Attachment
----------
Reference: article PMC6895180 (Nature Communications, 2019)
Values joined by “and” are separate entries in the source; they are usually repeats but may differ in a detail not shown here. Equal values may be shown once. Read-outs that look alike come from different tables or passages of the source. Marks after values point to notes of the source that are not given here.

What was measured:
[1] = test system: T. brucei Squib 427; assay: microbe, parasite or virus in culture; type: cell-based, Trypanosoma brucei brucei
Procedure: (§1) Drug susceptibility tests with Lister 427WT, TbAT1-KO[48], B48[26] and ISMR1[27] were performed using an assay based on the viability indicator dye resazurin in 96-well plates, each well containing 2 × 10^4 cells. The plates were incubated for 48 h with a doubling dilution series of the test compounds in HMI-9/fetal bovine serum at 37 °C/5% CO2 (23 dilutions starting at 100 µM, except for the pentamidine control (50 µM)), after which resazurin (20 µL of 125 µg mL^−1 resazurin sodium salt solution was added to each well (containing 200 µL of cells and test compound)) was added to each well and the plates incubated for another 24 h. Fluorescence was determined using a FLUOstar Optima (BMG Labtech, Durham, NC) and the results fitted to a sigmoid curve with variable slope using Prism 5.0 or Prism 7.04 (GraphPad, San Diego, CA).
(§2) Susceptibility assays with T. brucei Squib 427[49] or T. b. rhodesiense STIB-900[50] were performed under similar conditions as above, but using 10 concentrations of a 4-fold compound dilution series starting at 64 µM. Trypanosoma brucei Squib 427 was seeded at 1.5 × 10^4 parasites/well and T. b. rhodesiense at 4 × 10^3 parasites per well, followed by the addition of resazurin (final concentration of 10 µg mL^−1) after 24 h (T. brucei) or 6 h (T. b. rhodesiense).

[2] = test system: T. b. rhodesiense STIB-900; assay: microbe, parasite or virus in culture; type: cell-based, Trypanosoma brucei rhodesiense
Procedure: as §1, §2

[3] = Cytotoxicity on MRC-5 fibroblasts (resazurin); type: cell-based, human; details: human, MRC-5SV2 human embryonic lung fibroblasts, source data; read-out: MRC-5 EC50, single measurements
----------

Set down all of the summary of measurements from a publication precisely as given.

Reference: article PMC6895180 (Nature Communications, 2019)
Values joined by “and” are separate entries in the source; they are usually repeats but may differ in a detail not shown here. Equal values may be shown once. Read-outs that look alike come from different tables or passages of the source. Marks after values point to notes of the source that are not given here.

What was measured:
[1] = test system: T. brucei Squib 427; assay: microbe, parasite or virus in culture; type: cell-based, Trypanosoma brucei brucei
Procedure: (§1) Drug susceptibility tests with Lister 427WT, TbAT1-KO[48], B48[26] and ISMR1[27] were performed using an assay based on the viability indicator dye resazurin in 96-well plates, each well containing 2 × 10^4 cells. The plates were incubated for 48 h with a doubling dilution series of the test compounds in HMI-9/fetal bovine serum at 37 °C/5% CO2 (23 dilutions starting at 100 µM, except for the pentamidine control (50 µM)), after which resazurin (20 µL of 125 µg mL^−1 resazurin sodium salt solution was added to each well (containing 200 µL of cells and test compound)) was added to each well and the plates incubated for another 24 h. Fluorescence was determined using a FLUOstar Optima (BMG Labtech, Durham, NC) and the results fitted to a sigmoid curve with variable slope using Prism 5.0 or Prism 7.04 (GraphPad, San Diego, CA).
(§2) Susceptibility assays with T. brucei Squib 427[49] or T. b. rhodesiense STIB-900[50] were performed under similar conditions as above, but using 10 concentrations of a 4-fold compound dilution series starting at 64 µM. Trypanosoma brucei Squib 427 was seeded at 1.5 × 10^4 parasites/well and T. b. rhodesiense at 4 × 10^3 parasites per well, followed by the addition of resazurin (final concentration of 10 µg mL^−1) after 24 h (T. brucei) or 6 h (T. b. rhodesiense).

[2] = test system: T. b. rhodesiense STIB-900; assay: microbe, parasite or virus in culture; type: cell-based, Trypanosoma brucei rhodesiense
Procedure: as §1, §2

[3] = Cytotoxicity on MRC-5 fibroblasts (resazurin); type: cell-based, human; details: human, MRC-5SV2 human embryonic lung fibroblasts, source data; read-out: MRC-5 EC50, single measurements